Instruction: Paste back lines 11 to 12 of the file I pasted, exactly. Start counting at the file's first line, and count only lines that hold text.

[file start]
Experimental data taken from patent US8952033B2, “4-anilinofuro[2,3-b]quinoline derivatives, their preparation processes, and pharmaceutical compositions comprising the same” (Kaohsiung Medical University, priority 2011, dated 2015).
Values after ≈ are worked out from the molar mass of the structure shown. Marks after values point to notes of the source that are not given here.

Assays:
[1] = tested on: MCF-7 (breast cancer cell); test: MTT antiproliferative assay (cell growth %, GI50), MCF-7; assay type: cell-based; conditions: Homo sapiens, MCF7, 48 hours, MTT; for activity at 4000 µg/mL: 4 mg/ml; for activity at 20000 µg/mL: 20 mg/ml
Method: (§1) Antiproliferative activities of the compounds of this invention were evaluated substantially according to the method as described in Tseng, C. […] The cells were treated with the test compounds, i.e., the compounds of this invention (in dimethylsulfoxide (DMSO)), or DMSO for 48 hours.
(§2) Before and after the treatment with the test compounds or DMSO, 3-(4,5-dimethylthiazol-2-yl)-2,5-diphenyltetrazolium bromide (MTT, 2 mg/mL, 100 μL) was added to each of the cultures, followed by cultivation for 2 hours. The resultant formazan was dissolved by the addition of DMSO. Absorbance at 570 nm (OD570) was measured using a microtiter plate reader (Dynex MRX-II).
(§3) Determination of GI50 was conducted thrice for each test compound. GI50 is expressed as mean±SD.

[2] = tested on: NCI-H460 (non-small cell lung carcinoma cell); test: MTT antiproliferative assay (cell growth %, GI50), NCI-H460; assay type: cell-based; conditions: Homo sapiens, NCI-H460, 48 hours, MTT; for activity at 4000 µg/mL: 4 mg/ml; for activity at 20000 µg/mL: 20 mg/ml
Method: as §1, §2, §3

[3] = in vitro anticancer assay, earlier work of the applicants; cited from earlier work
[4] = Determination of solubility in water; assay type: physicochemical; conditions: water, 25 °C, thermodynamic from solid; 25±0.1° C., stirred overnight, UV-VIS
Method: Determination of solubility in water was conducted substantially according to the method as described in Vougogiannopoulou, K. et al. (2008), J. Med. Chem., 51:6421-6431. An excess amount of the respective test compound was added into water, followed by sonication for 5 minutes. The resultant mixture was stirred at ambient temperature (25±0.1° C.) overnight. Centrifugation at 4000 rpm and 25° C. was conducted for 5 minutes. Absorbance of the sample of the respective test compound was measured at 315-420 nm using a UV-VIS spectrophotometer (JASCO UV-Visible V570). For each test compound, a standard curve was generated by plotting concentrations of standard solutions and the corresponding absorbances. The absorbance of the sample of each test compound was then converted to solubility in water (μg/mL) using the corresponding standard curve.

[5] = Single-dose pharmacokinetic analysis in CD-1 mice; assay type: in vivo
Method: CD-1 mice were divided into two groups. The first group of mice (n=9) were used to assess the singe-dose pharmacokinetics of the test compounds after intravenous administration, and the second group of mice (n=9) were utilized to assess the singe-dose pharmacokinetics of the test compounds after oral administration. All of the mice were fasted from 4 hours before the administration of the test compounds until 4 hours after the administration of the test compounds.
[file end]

[4] = Determination of solubility in water; assay type: physicochemical; conditions: water, 25 °C, thermodynamic from solid; 25±0.1° C., stirred overnight, UV-VIS
Method: Determination of solubility in water was conducted substantially according to the method as described in Vougogiannopoulou, K. et al. (2008), J. Med. Chem., 51:6421-6431. An excess amount of the respective test compound was added into water, followed by sonication for 5 minutes. The resultant mixture was stirred at ambient temperature (25±0.1° C.) overnight. Centrifugation at 4000 rpm and 25° C. was conducted for 5 minutes. Absorbance of the sample of the respective test compound was measured at 315-420 nm using a UV-VIS spectrophotometer (JASCO UV-Visible V570). For each test compound, a standard curve was generated by plotting concentrations of standard solutions and the corresponding absorbances. The absorbance of the sample of each test compound was then converted to solubility in water (μg/mL) using the corresponding standard curve.